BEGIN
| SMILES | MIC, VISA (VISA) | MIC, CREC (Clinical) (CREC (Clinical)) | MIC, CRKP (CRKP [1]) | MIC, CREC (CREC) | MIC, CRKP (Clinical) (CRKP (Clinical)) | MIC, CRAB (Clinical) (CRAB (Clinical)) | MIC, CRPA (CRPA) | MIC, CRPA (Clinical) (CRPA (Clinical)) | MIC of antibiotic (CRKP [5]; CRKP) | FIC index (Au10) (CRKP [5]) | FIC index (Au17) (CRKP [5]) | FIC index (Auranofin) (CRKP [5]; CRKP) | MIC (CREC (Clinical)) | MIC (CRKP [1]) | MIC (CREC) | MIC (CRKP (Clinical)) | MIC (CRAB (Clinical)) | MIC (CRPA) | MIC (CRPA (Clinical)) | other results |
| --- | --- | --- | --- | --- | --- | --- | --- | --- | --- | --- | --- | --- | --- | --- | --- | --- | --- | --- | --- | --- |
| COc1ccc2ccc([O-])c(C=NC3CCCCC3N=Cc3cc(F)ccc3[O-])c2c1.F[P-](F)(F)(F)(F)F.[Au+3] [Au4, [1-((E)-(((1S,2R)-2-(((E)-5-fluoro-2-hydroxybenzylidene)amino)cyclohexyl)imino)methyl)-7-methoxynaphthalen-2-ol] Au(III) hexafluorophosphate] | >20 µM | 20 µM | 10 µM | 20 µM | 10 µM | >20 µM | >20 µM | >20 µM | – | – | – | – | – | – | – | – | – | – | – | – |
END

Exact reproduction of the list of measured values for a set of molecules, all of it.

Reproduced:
| SMILES | MIC, VISA (VISA) | MIC, CREC (Clinical) (CREC (Clinical)) | MIC, CRKP (CRKP [1]) | MIC, CREC (CREC) | MIC, CRKP (Clinical) (CRKP (Clinical)) | MIC, CRAB (Clinical) (CRAB (Clinical)) | MIC, CRPA (CRPA) | MIC, CRPA (Clinical) (CRPA (Clinical)) | MIC of antibiotic (CRKP [5]; CRKP) | FIC index (Au10) (CRKP [5]) | FIC index (Au17) (CRKP [5]) | FIC index (Auranofin) (CRKP [5]; CRKP) | MIC (CREC (Clinical)) | MIC (CRKP [1]) | MIC (CREC) | MIC (CRKP (Clinical)) | MIC (CRAB (Clinical)) | MIC (CRPA) | MIC (CRPA (Clinical)) | other results |
| --- | --- | --- | --- | --- | --- | --- | --- | --- | --- | --- | --- | --- | --- | --- | --- | --- | --- | --- | --- | --- |
| COc1ccc2ccc([O-])c(C=NC3CCCCC3N=Cc3cc(F)ccc3[O-])c2c1.F[P-](F)(F)(F)(F)F.[Au+3] [Au4, [1-((E)-(((1S,2R)-2-(((E)-5-fluoro-2-hydroxybenzylidene)amino)cyclohexyl)imino)methyl)-7-methoxynaphthalen-2-ol] Au(III) hexafluorophosphate] | >20 µM | 20 µM | 10 µM | 20 µM | 10 µM | >20 µM | >20 µM | >20 µM | – | – | – | – | – | – | – | – | – | – | – | – |